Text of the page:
A worrying spike in anti-Semitism in Europe is a stark reminder that prejudice against Jewish people is still a reality in Europe today, say Stanford scholars. Anti-capitalism has been a particular source of anti-Semitism.
Law Professor David Sklansky says the militarization of police departments is doing more harm than good. Are heavily armed police, armored vehicles and military-grade equipment necessary for routine law enforcement?
Congressional staffers from both sides of the aisle came to Stanford last week for a cybersecurity boot camp. They heard from Google's Eric Schmidt that security problems are serious, but can be reduced with better encryption of communications.
A Stanford report based on lingering World War II tensions between China, Japan and Korea offers a pathway to reconciliation for those countries. Suggestions include historically accurate teaching materials, history dialogues and scholarly and student exchanges.
Intense competition between the United States and China will be one of the significant global issues in the years to come. But Stanford international security fellow Karl Eikenberry says conflict is far from inevitable.
Two dozen senior congressional staffers are attending Stanford's inaugural cybersecurity boot camp this week. From role-playing exercises to expert discussions, the workshop is designed to improve national efforts in computer security.
Jewish émigrés who fled Nazi Germany revolutionized U.S. science and technology, Stanford economist says
U.S. patents increased by 31 percent in fields common among Jewish scientists who fled Nazi Germany for America, according to Stanford economist Petra Moser.
European immigrants to America in early 20th century assimilated successfully, Stanford economist says
In the late 19th and early 20th centuries, an "open borders" United States absorbed millions of European immigrants. Stanford economist Ran Abramitzky challenges the perception that immigrants lagged behind native-born Americans in job pay and career growth.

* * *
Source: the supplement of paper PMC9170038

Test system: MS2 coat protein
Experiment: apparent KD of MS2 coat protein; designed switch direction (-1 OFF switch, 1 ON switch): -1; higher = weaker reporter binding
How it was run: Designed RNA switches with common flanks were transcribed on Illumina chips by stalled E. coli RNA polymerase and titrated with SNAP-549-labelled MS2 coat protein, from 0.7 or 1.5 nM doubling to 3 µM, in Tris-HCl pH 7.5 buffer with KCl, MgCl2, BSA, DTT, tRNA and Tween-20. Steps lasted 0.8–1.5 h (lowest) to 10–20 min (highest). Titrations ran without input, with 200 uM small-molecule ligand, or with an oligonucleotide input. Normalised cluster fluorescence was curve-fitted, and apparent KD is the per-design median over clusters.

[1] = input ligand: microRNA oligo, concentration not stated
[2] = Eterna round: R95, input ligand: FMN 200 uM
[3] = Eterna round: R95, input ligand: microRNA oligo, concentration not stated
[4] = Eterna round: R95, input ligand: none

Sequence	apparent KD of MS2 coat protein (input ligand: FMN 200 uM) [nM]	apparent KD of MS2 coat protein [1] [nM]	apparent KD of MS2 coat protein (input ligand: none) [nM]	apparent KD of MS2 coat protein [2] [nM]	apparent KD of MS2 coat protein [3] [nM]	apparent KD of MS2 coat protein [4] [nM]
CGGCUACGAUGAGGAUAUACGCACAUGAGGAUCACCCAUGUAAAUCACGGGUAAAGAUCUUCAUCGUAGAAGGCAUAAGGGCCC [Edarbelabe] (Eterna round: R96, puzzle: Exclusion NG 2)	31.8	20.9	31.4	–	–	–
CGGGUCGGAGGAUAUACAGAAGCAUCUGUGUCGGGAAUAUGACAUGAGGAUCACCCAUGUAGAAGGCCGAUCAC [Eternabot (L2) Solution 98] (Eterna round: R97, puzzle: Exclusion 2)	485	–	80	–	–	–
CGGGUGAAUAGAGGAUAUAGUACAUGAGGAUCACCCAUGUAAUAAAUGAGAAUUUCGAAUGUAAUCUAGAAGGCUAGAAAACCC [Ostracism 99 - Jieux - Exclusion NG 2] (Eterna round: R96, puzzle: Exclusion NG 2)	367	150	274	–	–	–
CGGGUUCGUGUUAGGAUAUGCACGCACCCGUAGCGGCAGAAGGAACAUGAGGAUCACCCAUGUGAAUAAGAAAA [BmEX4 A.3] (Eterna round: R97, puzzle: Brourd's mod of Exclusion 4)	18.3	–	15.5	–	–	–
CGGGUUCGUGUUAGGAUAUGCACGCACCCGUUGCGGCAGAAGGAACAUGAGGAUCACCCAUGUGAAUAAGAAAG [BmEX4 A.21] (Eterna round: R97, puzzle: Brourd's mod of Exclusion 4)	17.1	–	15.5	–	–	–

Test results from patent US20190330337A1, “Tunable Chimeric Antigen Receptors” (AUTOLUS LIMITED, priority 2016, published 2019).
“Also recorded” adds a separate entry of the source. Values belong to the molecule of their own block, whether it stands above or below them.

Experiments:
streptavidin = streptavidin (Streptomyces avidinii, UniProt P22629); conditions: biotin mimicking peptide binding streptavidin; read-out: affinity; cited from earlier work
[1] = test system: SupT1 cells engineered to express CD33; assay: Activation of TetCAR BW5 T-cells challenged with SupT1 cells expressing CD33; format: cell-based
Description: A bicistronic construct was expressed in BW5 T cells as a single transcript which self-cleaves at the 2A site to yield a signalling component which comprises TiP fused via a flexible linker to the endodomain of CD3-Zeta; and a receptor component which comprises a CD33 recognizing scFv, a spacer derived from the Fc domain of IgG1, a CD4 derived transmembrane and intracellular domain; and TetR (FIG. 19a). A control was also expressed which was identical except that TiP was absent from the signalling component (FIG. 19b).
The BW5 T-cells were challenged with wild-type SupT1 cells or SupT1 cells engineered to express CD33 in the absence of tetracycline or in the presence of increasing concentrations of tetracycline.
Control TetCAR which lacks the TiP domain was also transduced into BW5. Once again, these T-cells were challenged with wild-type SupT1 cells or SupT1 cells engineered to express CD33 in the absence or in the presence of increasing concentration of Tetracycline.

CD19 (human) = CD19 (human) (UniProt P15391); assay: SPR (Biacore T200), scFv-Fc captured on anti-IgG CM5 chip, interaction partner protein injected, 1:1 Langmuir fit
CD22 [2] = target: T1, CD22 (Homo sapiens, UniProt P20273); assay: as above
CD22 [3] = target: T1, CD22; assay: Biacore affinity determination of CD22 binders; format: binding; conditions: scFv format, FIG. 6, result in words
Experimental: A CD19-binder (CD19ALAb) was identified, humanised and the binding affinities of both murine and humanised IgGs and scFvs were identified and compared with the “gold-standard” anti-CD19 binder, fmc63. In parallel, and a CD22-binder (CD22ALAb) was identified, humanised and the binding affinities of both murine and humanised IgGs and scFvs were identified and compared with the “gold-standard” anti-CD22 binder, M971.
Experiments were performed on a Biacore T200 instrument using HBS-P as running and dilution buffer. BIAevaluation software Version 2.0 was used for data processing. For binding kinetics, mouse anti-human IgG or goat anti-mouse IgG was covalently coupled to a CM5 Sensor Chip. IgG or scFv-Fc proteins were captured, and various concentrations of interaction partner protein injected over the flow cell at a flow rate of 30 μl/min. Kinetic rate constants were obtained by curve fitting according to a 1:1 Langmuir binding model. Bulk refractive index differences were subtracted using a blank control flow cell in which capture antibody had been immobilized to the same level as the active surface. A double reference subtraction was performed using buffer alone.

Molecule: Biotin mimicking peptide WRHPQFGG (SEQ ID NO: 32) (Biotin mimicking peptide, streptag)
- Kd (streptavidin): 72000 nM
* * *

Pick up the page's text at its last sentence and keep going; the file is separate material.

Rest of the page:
Stanford research suggests support for incarceration mirrors whites' perception of black prison populations
Informing the white public that the percentage of black Americans in prison is far greater than the percentage of white people behind bars may not spur support for reform. Instead, it might actually generate support for harsh laws and sentencing.
Stanford scholar Noah Goodman found that people understand nonliteral language – metaphor, hyperbole and exaggerated statements – when they focus on the intent behind the communication.
Taking a philosophical approach to the assumptions that surround the study of human behavior, Stanford philosophy Professor Helen Longino suggests that no single research method is capable of answering the question of nature vs. nurture.
Your body language hints at your emotional state. Communication Department scholars find that observing subtle changes in your torso and head movements can predict creative output or learning ability.
This summer was the first time that Stanford provided funding – with support from the Office of the President – to help Stanford students majoring in the humanities and the arts take part in the Summer Institute for General Management at the Graduate School of Business.
Stanford economists Robert Wilson and Paul Milgrom have been chosen for the 2014 Golden Goose Award. The award honors scientists whose research was funded by the federal government and has benefited society in important but sometimes unexpected ways. Wilson and Milgrom introduced the initial design for sales of radio spectrum licenses in the United States.
Eric Taylor, a PhD student at Stanford University's Center for Education Policy Analysis, found that students who spent more of the school day in math class had higher math scores, but the gains did not last for long.